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Reciting Blessings and Saying "Amen"
#1
Shalom Rabbi!
If I, as a Noahide, hear ANY brocha from a Jewish person can I say "amen" to his blessing like Jewish people would, even though it is a blessing that I am not allowed to make with the wording he is using, ("Blessed are You who has commanded us concerning....")? And if so, do I get any merit for it (like Jewish people do)?
Thank you, thank you, thank you!
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#2
Shalom
The Hebrew letters of "amen," which are "alef - mem - nun," are also seen by our Sages as an acrostic hinting to the phrase "(K)e-l Melech Ne'eman" - "G-d, the faithful King." We find it in the Torah in several places, one being where a sotah (a married Jewish woman suspected of extended seclusion with a man who her husband had formally warned her against) answers "amen" to the oath of the curse adjured to her (Numbers 5:22). Another place is where Moses was told that the tribes should stand in divisions at Mt. Grizim and Mt. Eval and recite the curses and the blessings - to which the whole nation answered "amen." (Deut. 27)

We also find "amen" at the end of four of the five books of Psalms (Psalms 41, 72, 89, 106). The last verses are very similar to what we call a "blessing," and they end with "amen."

Therefore saying "amen" is an affirmation of the blessing being said, an acknowledgement that G-d is the faithful King. So it is absolutely permissible and praiseworthy for a Noahide to answer "amen" to all liturgical Jewish blessings made, even those that do not pertain to him or her, though one should take care to hear the complete blessing and say the word amen clearly and with concentration. All acts performed by an individual Noahide on a voluntary basis, in other words not as an obligation nor as a ritual of a religious nature (which would be like inventing a religion), are not only permissible but also praiseworthy and may be done to receive a reward, and will be rewarded.
Rabbi Yitz
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#3
I would just like to reiterate that there is nothing wrong with a Gentile saying "Amen" when he or she hears a Jew making an exclusively Jewish blessing. For example, if a Noahide is visiting a synagogue, he or she can say "Amen" to the blessings said by a Jew when he is called up for a public reading from a Torah scroll (and it is only allowed for a Jew to be called up for this). "Amen" is simply an affirmation for what was said. A Noahide, too, can affirm that G-d should be blessed for giving Israel the Torah - for without it he would be left without the Noahide Code.
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#4
There would be no need to repent if it was something that was worthy of agreement (although one should not use the statement "Amen" loosely or carelessly).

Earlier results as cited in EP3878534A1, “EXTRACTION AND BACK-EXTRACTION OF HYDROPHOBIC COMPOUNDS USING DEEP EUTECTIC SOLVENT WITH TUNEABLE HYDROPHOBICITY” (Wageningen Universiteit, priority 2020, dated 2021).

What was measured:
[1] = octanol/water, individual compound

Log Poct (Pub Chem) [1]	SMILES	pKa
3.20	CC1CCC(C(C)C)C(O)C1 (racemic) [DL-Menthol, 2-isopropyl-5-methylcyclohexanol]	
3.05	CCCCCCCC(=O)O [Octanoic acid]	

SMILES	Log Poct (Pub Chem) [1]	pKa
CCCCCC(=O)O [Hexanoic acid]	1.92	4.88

But one should not say "Amen" to a prayer that is said in worship to an idol, even if it is a prayer for something good. Nor should one say "Amen" to a false blessing. The prophet Jeremiah was punished by G-d for publicly saying "Amen" to a "good prophecy" that was being said by someone whom he knew was a false prophet.
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#5
Question received:
I have a question regarding what is written in "The Divine Code," Part 1, Chapter 6 (Serving G-d; Prayer and Grace after Meals), Topic 6:10 on page 101 ff.: It reads "If a miracle occurs for a Gentile and he returns to that place after an interval of a month or more, he may recite: ..." My questions is: Why at least a month? What's special about one month? Why not the following day?

Response:
There are a number of blessings in the Jewish liturgy which are said when a person encounters particularly awe-inspiring or emotionally arousing sights. The purpose of this is in part to remind the person to turn his natural reactions of awe and emotion into praise and thanks to G-d, Who is the Creator of whatever we see. These blessings are to be made only when one encounters those sights infrequently, because then a person's natural reaction is more intense. But if the person encounters that sight every day or every week, it becomes commonplace in his eyes and just part of his normal routine, so no "emotional-reaction" blessing of praise to G-d is said. The Jewish Sages, who set forth a liturgy of blessings to G-d, set the dividing time between the two time frames at 30 days. That is a natural time cycle for something to be "new" in our eyes, because the moon becomes "new" again in our eyes every 30 days.
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